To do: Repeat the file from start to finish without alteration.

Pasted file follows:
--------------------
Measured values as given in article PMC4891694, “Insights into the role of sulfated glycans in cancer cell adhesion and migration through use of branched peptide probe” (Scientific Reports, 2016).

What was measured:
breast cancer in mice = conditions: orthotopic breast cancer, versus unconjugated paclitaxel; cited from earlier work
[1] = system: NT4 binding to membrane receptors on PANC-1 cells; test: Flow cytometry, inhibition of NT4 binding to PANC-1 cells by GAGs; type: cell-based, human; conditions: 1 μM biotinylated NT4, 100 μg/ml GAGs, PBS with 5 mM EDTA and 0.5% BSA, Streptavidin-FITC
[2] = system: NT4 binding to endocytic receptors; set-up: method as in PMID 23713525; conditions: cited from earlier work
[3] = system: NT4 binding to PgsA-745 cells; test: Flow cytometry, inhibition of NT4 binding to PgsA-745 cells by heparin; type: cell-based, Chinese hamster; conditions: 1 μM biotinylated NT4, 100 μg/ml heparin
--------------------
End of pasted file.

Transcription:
Measured values as given in article PMC4891694, “Insights into the role of sulfated glycans in cancer cell adhesion and migration through use of branched peptide probe” (Scientific Reports, 2016).

What was measured:
breast cancer in mice = conditions: orthotopic breast cancer, versus unconjugated paclitaxel; cited from earlier work
[1] = system: NT4 binding to membrane receptors on PANC-1 cells; test: Flow cytometry, inhibition of NT4 binding to PANC-1 cells by GAGs; type: cell-based, human; conditions: 1 μM biotinylated NT4, 100 μg/ml GAGs, PBS with 5 mM EDTA and 0.5% BSA, Streptavidin-FITC
[2] = system: NT4 binding to endocytic receptors; set-up: method as in PMID 23713525; conditions: cited from earlier work
[3] = system: NT4 binding to PgsA-745 cells; test: Flow cytometry, inhibition of NT4 binding to PgsA-745 cells by heparin; type: cell-based, Chinese hamster; conditions: 1 μM biotinylated NT4, 100 μg/ml heparin